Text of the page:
The DeKalb County School District is facing its worst budget in recent memory, so officials are weighing wholesale elimination of programs, including pre-kindergarten, magnet school transportation and Montessori schools.

“We’re putting everything on the table,” said Jesse “Jay” Cunningham, a school board member who serves on the board’s budget committee. The committee got a long list of possible cuts at a meeting Monday, along with a picture of the potential for new revenue — $29 million — if the board raises the property tax rate by two mills.

Last week, Superintendent Cheryl Atkinson revealed that the school district faces a $73 million deficit. Chief Financial Officer Michael Perrone said about $24 million of it was due to collapsing real estate values, which reduce the …

Continue reading Even magnet school transport and pre-k on chopping block as DeKalb addresses $70 million shortfall »

State rep: Did DeKalb school board ever vote on redistricting?

From state Rep. Mary Margaret Oliver today:

I have filed a Freedom of Information Act request with the DeKalb Board of Education asking for documents showing the Board held a public meeting and took a public vote on a proposed redistricting map for DeKalb School Board seats. The Board has written the Department of Justice complaining about redistricting and General Assembly’s actions. But did they ever take a public vote on a map they allegedly proposed? Aren’t they required to vote in the open? More conflict –probably more cost and waste! Unfortunate.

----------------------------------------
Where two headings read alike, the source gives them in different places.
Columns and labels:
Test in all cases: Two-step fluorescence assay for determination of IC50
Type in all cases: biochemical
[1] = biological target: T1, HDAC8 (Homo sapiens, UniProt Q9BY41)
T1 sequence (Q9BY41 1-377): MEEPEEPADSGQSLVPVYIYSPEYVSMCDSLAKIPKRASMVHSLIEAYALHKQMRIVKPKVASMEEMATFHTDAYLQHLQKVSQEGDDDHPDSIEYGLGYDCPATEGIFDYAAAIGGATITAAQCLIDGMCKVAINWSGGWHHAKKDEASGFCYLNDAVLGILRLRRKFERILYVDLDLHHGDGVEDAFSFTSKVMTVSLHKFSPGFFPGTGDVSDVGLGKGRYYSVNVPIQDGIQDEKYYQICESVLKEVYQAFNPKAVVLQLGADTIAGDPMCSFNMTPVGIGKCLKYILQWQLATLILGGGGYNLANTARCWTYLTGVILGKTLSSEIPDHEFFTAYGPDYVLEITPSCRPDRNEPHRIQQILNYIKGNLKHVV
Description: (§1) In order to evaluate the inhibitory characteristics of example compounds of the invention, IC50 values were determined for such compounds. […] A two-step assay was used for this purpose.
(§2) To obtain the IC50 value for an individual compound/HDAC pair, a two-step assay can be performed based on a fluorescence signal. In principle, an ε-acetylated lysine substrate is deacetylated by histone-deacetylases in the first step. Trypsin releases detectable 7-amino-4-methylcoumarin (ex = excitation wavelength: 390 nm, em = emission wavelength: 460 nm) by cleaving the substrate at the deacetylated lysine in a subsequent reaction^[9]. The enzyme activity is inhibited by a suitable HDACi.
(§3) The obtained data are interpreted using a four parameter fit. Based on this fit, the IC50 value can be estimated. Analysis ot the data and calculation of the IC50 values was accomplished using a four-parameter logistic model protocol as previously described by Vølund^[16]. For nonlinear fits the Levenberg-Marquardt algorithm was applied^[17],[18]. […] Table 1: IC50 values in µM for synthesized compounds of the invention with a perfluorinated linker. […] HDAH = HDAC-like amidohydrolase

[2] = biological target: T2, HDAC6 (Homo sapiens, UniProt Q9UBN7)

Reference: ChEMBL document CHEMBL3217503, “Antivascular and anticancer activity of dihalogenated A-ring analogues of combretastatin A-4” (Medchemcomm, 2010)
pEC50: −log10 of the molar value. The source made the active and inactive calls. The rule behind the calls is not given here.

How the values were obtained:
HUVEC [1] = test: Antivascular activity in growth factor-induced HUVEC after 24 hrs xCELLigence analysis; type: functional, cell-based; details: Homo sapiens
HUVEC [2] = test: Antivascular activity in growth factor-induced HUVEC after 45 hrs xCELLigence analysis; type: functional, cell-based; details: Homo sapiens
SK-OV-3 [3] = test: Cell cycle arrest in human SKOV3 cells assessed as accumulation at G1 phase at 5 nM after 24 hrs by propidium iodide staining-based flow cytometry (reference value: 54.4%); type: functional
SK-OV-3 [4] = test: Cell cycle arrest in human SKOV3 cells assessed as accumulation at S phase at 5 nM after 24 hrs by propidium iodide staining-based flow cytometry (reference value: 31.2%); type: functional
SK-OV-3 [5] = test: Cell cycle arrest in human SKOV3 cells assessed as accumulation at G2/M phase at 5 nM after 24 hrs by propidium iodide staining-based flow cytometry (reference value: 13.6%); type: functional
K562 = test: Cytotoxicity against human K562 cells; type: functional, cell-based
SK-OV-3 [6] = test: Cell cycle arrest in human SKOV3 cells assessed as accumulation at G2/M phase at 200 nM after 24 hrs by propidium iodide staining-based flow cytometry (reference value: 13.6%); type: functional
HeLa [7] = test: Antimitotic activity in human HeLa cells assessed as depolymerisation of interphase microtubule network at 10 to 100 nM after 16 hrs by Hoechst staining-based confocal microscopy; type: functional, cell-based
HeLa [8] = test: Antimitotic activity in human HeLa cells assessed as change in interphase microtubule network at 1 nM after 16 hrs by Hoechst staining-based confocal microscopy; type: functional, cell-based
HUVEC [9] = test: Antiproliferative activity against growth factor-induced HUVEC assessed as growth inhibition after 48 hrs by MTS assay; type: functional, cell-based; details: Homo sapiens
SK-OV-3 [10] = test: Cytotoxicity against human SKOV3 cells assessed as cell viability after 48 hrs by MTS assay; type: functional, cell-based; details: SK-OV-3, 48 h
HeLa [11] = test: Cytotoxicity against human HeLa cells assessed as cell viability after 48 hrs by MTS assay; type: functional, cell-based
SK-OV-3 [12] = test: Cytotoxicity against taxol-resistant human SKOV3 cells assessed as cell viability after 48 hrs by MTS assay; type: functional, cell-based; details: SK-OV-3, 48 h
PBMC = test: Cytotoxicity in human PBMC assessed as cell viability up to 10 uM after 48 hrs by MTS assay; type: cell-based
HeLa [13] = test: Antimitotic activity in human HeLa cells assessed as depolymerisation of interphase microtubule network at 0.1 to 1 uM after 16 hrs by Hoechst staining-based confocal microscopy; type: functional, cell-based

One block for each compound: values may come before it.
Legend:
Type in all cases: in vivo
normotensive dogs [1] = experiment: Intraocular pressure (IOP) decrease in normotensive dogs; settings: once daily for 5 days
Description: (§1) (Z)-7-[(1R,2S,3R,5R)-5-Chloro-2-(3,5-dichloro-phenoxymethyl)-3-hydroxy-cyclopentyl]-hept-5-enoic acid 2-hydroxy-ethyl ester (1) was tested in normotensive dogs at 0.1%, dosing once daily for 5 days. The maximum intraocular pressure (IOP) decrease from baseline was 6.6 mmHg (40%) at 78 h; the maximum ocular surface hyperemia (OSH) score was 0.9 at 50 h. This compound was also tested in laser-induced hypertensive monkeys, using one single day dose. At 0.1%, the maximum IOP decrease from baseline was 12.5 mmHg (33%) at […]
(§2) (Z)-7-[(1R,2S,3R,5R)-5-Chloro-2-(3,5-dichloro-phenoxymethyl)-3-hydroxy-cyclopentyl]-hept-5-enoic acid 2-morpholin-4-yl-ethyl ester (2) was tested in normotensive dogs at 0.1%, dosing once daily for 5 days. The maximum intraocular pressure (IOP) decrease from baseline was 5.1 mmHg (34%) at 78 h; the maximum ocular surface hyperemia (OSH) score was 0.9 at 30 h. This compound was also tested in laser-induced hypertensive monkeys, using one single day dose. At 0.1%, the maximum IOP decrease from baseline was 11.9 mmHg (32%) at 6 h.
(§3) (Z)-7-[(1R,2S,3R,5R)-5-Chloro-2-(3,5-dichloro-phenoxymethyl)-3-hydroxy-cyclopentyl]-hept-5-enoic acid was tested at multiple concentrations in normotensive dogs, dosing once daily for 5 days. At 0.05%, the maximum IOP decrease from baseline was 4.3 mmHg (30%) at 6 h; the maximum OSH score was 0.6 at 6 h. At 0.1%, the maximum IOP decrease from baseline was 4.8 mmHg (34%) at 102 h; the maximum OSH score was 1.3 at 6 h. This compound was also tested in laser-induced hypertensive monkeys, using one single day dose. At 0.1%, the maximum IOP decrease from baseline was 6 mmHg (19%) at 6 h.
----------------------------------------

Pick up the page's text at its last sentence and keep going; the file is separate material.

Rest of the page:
–From Maureen Downey, for the AJC Get Schooled blog

Continue reading State rep: Did DeKalb school board ever vote on redistricting? »

Georgia’s private school scholarships: “Neovouchers”

Many people contend that the private school scholarships approved by the Georgia General Assembly were a back-door voucher and subsidy, that the money would not go to poor students in public schools to move to private schools as promised, but to students already in the private schools.

Reports that parents were making donations to schools that were then repackaged as “scholarships” for their own kids have been made to the Georgia General Assembly, which has ignored multiple reports of abuse and, in fact, enabled even greater abuse of the program.

In the last few years, the General Assembly has adopted a strong anti-public school posture, which remains puzzling given that nine out of 10 Georgia children attend public schools. But these legislators keep getting re-elected, so voters either don’t care or, more likely, don’t know what their lawmakers are doing.

A lengthy new New York Times investigation into these private school scholarships found that it’s no secret that the …

Continue reading Georgia’s private school scholarships: “Neovouchers” »

Roommate in Rutgers spying/suicide case gets 30 days in jail. Is that fair?